“Is Our Children’s Apps Learning?” Automatically Detecting COPPA Violations

Title“Is Our Children’s Apps Learning?” Automatically Detecting COPPA Violations
Publication TypeConference Paper
Year of Publication2017
AuthorsWijesekera P, Razaghpanah A, Reardon J, Reyes I, Vallina-Rodriguez N, Egelman S, Kreibich C
Published inProceedings of the Workshop on Technology and Consumer Protection (ConPro ’17)

In recent years, a market of games and learning apps for children has flourished in the mobile world. Many of these often “free” mobile apps have access to a variety of sensi­tive personal information about the user, which the app au­thor can leverage to increase revenue via advertising or other means. In the United States, the Children’s Online Privacy Protection Act (COPPA) protects children’s privacy, requir­ing parental consent to the use of personal information and prohibiting behavioral advertising and online tracking. In this work, we present our ongoing effort to develop a method to automatically evaluate mobile apps’ COPPA com­pliance. Our method combines dynamic execution analysis (to track sensitive resource access at runtime) with traffic monitoring (to reveal private information leaving the device and recording with whom it gets shared, even if encrypted). We complement our empirical technical observations with legal analysis of the apps’ corresponding privacy policies. As a proof of concept, we scrape the Google Play store for apps that declare their target group to be less than 13 years of age, which subjects them to COPPA’s regulations. We automate app execution on an instrumented version of the Android OS, recording the apps’ access to and trans­mission of sensitive information. To contextualize third par­ties (e.g., advertising networks) with whom the apps share information, we leverage a crowdsourced dataset collected by Haystack, our Android-based device-local traffic inspec­tion platform. Our effort illuminates apps’ compliance with COPPA and catalogs the organizations that collect sensitive user information. We find several likely COPPA violations in our preliminary corpus, including omission of prior con­sent and active sharing of persistent identifiers with third-party services for tracking and profiling of children.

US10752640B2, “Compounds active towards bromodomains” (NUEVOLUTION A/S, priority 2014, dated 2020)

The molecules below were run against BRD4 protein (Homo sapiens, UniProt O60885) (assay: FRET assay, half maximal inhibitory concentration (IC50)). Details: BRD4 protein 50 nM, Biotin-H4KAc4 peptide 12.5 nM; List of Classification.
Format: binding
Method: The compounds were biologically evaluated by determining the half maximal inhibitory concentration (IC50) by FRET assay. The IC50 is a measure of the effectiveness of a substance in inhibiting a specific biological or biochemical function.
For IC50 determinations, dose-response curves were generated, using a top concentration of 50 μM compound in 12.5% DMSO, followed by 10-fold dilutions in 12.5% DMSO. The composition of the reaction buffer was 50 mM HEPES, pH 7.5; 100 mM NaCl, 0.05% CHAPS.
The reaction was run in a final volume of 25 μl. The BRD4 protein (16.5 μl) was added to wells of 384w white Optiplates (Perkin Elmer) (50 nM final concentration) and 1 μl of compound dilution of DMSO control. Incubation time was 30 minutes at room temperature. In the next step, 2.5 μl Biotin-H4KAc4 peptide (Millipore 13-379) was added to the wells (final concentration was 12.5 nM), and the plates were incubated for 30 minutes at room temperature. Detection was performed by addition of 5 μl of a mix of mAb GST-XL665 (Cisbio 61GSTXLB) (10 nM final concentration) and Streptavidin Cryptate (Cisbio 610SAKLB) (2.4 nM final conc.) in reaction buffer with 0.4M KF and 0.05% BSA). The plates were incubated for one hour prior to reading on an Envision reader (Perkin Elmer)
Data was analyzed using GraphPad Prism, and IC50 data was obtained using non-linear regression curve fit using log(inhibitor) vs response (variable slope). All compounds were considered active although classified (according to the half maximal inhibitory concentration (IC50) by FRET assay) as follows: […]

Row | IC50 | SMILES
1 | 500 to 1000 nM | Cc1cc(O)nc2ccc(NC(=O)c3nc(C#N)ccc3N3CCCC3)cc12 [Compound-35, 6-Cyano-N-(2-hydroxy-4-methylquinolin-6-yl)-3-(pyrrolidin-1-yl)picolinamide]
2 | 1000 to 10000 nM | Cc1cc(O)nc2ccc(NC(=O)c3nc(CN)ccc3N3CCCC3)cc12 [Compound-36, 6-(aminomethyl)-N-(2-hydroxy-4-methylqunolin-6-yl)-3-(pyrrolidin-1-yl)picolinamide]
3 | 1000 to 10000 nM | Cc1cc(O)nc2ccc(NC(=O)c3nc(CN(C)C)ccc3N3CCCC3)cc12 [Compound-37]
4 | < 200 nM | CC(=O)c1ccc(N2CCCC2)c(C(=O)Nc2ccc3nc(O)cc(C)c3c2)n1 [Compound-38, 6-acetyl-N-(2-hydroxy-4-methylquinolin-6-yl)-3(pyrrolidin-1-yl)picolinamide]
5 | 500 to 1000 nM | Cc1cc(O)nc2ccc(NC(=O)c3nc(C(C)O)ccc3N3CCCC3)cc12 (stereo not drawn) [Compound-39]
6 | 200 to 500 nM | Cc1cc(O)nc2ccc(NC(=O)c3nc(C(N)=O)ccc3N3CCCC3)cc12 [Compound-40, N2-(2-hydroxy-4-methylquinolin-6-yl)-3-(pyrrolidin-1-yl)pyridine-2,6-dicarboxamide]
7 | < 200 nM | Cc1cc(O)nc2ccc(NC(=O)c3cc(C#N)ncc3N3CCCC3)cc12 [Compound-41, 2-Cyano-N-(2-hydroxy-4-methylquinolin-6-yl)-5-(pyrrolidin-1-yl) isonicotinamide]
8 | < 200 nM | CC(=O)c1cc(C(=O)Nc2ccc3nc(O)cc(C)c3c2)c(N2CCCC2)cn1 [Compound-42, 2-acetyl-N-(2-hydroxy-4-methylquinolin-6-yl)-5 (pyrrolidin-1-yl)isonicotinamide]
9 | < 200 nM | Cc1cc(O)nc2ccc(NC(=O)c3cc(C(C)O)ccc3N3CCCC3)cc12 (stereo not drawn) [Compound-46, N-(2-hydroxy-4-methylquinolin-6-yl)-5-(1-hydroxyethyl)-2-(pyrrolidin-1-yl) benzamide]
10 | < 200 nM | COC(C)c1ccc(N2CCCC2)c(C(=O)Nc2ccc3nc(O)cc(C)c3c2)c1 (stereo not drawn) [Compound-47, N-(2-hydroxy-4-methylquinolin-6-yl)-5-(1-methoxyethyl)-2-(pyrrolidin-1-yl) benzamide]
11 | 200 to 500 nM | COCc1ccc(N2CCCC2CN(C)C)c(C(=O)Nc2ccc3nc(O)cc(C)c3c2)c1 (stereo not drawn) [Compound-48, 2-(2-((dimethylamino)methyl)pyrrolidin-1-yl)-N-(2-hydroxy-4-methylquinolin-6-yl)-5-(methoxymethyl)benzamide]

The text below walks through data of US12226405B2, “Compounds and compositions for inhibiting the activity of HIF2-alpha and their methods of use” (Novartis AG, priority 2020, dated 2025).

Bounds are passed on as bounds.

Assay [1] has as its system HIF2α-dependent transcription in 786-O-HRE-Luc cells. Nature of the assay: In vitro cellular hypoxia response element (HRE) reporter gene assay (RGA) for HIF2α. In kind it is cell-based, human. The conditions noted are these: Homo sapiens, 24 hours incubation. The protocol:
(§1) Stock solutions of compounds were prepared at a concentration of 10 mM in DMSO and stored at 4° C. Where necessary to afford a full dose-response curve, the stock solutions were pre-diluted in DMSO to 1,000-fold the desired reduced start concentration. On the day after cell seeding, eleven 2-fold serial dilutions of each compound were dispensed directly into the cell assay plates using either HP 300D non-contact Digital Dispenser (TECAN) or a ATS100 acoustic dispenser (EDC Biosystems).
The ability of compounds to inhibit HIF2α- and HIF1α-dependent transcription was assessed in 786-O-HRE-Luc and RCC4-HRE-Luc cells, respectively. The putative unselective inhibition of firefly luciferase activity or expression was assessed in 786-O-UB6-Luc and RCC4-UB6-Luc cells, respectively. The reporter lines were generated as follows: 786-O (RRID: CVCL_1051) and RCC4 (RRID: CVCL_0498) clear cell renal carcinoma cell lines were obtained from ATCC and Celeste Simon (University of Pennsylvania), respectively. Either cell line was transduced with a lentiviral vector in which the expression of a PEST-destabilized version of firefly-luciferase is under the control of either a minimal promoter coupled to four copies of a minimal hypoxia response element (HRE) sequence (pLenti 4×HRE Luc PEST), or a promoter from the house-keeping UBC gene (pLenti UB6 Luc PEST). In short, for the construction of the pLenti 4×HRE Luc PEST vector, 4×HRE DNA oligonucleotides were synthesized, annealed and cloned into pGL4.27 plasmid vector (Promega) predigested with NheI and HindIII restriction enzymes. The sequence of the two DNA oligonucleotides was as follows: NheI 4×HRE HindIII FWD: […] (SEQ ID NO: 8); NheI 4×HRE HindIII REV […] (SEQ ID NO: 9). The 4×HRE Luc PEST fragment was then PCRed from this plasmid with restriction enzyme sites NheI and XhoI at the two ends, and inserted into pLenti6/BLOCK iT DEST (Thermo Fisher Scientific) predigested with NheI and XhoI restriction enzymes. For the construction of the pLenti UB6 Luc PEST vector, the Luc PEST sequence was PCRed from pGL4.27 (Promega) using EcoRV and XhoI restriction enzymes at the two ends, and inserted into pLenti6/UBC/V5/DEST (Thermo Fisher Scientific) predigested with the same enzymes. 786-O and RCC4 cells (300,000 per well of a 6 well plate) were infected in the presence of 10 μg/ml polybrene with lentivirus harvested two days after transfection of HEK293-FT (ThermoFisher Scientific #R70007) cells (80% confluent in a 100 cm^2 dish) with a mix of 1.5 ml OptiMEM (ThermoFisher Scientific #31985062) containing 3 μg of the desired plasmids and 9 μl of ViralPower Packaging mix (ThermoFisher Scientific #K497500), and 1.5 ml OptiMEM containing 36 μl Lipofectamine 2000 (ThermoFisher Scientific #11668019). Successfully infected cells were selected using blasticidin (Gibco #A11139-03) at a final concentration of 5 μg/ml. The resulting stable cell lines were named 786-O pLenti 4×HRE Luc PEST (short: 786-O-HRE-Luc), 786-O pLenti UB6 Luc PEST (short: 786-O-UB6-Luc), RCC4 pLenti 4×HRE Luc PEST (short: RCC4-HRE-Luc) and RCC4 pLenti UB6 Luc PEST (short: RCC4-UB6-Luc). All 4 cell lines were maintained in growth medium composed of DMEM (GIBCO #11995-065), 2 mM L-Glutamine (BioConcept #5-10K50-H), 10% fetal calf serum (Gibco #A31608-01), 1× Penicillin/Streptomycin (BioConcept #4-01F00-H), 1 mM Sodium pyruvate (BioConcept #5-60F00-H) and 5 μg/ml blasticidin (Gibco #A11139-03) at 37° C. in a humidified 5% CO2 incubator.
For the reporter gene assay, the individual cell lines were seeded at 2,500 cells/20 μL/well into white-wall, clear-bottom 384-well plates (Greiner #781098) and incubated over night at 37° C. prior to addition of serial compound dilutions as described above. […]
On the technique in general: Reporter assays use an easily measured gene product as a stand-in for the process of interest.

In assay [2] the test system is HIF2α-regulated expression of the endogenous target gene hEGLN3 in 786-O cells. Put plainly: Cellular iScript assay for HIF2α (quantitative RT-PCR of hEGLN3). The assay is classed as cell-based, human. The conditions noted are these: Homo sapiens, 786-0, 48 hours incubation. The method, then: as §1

This research was supported by the United States Department of Homeland Security’s Science and Technology Directorate under contract FA8750-16-C-0140, the Center for Long-Term Cybersecurity (CLTC) at UC Berkeley, the National Science Foundation under grants CNS-1318680 and CNS-1564329, the European Union under the H2020 TYPES (653449) project, and Data Transparency Lab Grant 2016 program. The content of this document does not necessarily reflect the position or the policy of the U.S. Government, European Union, or any other sponsor, and no official endorsement should be inferred.

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